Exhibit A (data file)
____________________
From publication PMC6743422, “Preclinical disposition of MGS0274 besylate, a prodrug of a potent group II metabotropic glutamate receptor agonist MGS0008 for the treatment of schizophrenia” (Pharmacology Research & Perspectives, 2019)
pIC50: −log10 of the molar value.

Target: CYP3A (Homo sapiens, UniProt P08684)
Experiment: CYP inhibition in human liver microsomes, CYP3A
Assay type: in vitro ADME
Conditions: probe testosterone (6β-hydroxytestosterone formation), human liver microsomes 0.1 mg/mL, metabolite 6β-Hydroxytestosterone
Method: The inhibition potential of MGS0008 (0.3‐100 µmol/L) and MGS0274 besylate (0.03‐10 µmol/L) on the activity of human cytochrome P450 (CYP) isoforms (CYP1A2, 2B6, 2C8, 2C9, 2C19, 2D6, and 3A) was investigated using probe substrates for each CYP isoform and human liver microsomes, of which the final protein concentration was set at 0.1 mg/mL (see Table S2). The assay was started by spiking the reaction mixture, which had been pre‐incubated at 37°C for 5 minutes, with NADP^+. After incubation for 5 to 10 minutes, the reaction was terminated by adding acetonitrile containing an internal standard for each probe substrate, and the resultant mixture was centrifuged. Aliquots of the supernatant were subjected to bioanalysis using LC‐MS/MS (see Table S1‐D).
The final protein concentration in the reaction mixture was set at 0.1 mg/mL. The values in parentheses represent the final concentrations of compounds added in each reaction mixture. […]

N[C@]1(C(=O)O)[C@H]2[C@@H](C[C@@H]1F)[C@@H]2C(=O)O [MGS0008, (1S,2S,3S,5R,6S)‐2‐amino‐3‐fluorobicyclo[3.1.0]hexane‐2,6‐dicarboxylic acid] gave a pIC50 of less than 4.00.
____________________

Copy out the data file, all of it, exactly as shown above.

From publication PMC6743422, “Preclinical disposition of MGS0274 besylate, a prodrug of a potent group II metabotropic glutamate receptor agonist MGS0008 for the treatment of schizophrenia” (Pharmacology Research & Perspectives, 2019)
pIC50: −log10 of the molar value.

Target: CYP3A (Homo sapiens, UniProt P08684)
Experiment: CYP inhibition in human liver microsomes, CYP3A
Assay type: in vitro ADME
Conditions: probe testosterone (6β-hydroxytestosterone formation), human liver microsomes 0.1 mg/mL, metabolite 6β-Hydroxytestosterone
Method: The inhibition potential of MGS0008 (0.3‐100 µmol/L) and MGS0274 besylate (0.03‐10 µmol/L) on the activity of human cytochrome P450 (CYP) isoforms (CYP1A2, 2B6, 2C8, 2C9, 2C19, 2D6, and 3A) was investigated using probe substrates for each CYP isoform and human liver microsomes, of which the final protein concentration was set at 0.1 mg/mL (see Table S2). The assay was started by spiking the reaction mixture, which had been pre‐incubated at 37°C for 5 minutes, with NADP^+. After incubation for 5 to 10 minutes, the reaction was terminated by adding acetonitrile containing an internal standard for each probe substrate, and the resultant mixture was centrifuged. Aliquots of the supernatant were subjected to bioanalysis using LC‐MS/MS (see Table S1‐D).
The final protein concentration in the reaction mixture was set at 0.1 mg/mL. The values in parentheses represent the final concentrations of compounds added in each reaction mixture. […]

N[C@]1(C(=O)O)[C@H]2[C@@H](C[C@@H]1F)[C@@H]2C(=O)O [MGS0008, (1S,2S,3S,5R,6S)‐2‐amino‐3‐fluorobicyclo[3.1.0]hexane‐2,6‐dicarboxylic acid] gave a pIC50 of less than 4.00.